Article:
Little Germany, Bradford
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History and information
The buildings within Little Germany date back to the 19th century, developing from 1855. They are the legacy of Jewish merchants from mainland Europe who spent large sums of money constructing imposing warehouses for the storage and sale of their goods for export. A large proportion of the merchants came from Germany hence the name Little Germany. Architectural practices included Milnes & France, Lockwood & Mawson, Andrews & Delaunay and J.T. Fairbank building in italianate style. One, by George Corson (1871) is in a baronial style, for Scottish clients. Caspian House (61 East Parade) was built in 1873, as the warehouse of D. Delius and Company; the senior partner in the business was the father of the composer Frederick Delius.
Little Germany is still one of Bradford's busiest commercial areas, with over 110 businesses and organisations with 3,000 workers. It attracts around 100,000 visitors each year. The local authority is currently promoting plans to regenerate the area by renovating and converting the interior of the old mills into housing, hotels, offices, whilst preserving the originally Victorian distinctive architecture.
In April 2012 retail giant Freeman Grattan Holdings, now a German-owned company, secured a deal to open a new head office and house around 300 staff in a Grade-II-listed former wool warehouse in Little Germany.
Little Germany is also the home of the Bradford Playhouse, which has a mural on the back of the building that commemorates the centenary of the founding of the Independent Labour Party in Bradford in 1893.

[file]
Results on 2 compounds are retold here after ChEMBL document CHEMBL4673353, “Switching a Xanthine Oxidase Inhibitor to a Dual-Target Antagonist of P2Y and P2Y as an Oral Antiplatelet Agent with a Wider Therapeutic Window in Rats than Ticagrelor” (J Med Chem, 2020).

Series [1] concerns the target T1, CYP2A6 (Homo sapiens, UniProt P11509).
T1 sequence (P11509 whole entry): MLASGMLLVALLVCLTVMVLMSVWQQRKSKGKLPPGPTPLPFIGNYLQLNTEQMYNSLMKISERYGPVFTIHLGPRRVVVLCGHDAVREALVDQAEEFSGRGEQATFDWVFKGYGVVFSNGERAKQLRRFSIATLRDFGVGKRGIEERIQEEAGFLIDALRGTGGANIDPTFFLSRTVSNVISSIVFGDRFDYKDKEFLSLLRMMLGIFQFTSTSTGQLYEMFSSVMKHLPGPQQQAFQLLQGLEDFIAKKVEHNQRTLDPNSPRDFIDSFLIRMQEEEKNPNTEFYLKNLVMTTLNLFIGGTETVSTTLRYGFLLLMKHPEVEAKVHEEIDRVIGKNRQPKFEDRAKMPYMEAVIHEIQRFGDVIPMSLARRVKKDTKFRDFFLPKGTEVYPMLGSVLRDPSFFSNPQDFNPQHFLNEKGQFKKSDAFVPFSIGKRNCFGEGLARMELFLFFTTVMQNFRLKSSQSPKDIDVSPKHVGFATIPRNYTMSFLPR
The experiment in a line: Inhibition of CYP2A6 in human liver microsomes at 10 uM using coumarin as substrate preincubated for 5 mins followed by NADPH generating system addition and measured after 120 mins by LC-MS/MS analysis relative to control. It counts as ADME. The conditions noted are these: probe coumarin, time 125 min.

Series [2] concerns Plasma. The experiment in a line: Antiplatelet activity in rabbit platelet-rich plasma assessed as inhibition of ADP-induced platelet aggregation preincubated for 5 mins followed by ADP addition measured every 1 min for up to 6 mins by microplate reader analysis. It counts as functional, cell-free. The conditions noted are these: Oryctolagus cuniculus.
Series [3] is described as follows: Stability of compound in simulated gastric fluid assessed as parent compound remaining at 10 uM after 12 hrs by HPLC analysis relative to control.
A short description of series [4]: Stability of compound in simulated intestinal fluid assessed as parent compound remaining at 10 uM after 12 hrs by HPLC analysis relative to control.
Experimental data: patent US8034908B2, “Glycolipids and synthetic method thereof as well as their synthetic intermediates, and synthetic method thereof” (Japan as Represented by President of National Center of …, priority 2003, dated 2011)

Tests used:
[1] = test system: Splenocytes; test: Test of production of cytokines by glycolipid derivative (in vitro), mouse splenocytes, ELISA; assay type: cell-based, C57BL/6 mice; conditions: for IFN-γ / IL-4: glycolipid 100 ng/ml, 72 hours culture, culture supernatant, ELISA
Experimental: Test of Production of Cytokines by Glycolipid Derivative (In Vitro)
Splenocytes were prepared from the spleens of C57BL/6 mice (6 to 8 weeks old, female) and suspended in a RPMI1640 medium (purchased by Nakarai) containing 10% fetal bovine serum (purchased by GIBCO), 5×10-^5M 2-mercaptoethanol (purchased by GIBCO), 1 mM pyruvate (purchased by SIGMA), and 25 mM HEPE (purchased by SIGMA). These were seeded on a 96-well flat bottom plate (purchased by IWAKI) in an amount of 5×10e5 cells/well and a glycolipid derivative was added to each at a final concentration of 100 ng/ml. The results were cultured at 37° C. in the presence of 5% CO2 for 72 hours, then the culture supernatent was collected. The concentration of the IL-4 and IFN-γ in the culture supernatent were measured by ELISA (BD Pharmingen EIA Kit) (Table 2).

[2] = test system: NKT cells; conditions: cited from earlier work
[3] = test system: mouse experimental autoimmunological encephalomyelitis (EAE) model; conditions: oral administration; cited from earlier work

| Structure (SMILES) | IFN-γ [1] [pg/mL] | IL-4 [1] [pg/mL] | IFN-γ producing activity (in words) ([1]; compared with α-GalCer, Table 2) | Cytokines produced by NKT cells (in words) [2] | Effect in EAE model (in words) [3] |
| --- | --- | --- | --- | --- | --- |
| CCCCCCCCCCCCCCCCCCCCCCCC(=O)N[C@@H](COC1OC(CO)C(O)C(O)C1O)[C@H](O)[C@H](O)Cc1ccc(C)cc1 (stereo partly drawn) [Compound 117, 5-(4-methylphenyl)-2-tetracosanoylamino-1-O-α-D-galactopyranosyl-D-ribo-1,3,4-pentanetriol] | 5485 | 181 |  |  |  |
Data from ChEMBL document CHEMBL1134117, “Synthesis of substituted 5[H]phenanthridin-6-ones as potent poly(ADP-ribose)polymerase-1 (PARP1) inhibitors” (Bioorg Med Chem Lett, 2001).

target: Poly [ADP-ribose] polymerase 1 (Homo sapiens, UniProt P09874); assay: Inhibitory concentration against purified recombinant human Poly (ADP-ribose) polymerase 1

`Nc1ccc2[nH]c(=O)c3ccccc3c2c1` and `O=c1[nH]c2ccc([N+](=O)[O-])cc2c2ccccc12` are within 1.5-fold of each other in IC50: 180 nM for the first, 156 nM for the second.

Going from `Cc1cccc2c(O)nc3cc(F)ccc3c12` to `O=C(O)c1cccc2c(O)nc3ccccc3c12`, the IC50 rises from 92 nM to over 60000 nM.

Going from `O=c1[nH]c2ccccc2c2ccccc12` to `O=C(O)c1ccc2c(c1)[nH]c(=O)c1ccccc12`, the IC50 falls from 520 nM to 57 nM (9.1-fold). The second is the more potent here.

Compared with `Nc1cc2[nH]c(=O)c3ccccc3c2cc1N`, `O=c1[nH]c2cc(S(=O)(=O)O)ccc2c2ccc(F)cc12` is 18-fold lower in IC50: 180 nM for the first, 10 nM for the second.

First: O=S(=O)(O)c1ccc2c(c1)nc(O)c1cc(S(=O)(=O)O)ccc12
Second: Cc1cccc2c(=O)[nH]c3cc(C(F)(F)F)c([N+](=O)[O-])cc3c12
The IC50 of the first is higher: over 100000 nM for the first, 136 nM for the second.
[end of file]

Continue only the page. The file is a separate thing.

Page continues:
Eastbrook Hall redevelopment
Ham Construction undertook the redevelopment of Eastbrook Hall in Little Germany. The project cost an estimated £11 million and converted the old building into 63 high-quality apartments as well some commercial usage on Leeds Road. The project included a refurbishment of the exterior and roof of the building which suffered extensive fire damage. The hall was built in 1903 and was originally used as a Methodist mission. The redevelopment was being funded through a public private sector funding agreement, as well as the Princes Regeneration Trust. Work was finally completed in 2008, some months after the original projected finish date was set.
The Gatehaus is an 11-storey glass building recently constructed within the Little Germany district. Construction began in 2005 and was completed in 2007 with a total cost of £22 million. The project was originally proposed as a 17-storey landmark but was changed due to a rethink after suggestions that its height was incompatible with the surrounding Victorian buildings. The scheme was developed by Asquith Properties.
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